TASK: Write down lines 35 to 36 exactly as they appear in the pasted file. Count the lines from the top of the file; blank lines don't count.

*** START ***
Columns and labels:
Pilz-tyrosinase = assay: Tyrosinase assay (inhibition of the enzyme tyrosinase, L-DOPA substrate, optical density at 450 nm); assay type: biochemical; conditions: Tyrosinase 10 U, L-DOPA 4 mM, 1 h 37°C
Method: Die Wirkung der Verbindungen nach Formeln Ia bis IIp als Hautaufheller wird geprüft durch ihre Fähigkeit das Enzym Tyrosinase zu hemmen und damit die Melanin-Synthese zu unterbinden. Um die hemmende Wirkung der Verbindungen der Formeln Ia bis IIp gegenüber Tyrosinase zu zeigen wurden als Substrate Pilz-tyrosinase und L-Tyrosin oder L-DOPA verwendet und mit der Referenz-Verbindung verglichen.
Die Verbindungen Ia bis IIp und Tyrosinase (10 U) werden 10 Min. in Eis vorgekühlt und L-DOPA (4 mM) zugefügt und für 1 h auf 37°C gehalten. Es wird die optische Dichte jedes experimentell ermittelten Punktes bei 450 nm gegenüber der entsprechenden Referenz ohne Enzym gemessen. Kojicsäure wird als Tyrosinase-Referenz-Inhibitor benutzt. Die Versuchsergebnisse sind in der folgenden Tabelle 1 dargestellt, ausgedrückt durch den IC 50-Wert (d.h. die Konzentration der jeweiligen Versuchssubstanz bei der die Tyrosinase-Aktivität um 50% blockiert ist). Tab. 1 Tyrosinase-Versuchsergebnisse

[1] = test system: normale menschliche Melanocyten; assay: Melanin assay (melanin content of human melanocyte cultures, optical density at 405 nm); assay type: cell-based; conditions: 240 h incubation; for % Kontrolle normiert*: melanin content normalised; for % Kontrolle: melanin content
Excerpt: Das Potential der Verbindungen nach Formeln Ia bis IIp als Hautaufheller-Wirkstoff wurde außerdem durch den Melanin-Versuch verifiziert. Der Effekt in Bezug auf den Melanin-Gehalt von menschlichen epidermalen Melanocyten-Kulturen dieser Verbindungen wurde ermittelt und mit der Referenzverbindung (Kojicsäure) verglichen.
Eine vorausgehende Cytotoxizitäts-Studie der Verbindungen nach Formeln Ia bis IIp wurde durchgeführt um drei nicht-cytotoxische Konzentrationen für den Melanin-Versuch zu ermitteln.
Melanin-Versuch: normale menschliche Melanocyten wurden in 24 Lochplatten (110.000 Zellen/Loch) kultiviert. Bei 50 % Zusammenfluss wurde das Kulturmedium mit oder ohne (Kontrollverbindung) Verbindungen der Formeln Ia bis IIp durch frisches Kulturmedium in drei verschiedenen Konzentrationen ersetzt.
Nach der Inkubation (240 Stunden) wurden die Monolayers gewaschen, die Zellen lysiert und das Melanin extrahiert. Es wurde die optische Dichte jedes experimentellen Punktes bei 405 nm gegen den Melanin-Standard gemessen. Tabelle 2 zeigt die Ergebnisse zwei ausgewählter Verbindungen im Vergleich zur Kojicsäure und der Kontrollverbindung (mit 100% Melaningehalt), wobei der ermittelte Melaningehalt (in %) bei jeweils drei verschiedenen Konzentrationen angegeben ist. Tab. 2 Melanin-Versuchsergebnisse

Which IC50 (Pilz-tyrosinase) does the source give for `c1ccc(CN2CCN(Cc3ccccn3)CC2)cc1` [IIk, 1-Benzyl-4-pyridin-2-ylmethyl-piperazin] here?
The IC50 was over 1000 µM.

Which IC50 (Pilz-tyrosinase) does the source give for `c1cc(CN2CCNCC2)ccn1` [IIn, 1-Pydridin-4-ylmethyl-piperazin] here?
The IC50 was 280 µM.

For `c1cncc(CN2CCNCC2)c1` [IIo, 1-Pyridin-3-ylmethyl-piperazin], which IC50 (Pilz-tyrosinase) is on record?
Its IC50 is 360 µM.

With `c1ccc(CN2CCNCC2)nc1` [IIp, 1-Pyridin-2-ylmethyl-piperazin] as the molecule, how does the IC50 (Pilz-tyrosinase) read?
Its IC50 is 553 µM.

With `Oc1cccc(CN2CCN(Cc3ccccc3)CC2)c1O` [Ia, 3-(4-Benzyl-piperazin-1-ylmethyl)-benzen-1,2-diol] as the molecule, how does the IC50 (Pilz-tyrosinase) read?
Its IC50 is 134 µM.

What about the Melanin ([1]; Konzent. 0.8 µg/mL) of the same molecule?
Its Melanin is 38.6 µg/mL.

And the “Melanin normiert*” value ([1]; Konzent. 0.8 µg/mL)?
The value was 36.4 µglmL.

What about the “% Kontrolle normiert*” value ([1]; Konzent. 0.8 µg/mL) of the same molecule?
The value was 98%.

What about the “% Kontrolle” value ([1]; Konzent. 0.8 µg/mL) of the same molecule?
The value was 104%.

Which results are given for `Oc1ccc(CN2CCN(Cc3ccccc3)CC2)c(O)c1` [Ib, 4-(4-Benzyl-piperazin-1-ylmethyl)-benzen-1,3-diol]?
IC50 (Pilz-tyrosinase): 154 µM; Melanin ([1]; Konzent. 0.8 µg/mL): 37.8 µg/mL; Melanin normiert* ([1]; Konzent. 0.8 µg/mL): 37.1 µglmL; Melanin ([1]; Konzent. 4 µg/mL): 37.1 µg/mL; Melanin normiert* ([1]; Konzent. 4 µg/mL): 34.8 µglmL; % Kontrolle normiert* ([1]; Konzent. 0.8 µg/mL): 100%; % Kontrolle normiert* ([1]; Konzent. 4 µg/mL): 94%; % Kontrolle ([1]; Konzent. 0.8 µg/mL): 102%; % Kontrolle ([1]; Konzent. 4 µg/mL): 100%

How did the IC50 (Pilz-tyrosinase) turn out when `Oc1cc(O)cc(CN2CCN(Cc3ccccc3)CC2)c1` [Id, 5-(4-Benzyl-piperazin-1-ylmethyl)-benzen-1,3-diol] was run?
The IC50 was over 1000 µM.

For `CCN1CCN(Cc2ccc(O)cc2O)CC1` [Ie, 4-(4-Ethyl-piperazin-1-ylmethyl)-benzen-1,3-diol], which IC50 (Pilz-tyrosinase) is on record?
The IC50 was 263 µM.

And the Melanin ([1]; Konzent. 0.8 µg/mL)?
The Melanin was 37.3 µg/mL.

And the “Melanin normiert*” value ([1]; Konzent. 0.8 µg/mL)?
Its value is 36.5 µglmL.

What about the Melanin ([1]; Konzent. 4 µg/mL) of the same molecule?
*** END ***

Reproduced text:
The Melanin was 37.3 µg/mL.

And the “Melanin normiert*” value ([1]; Konzent. 0.8 µg/mL)?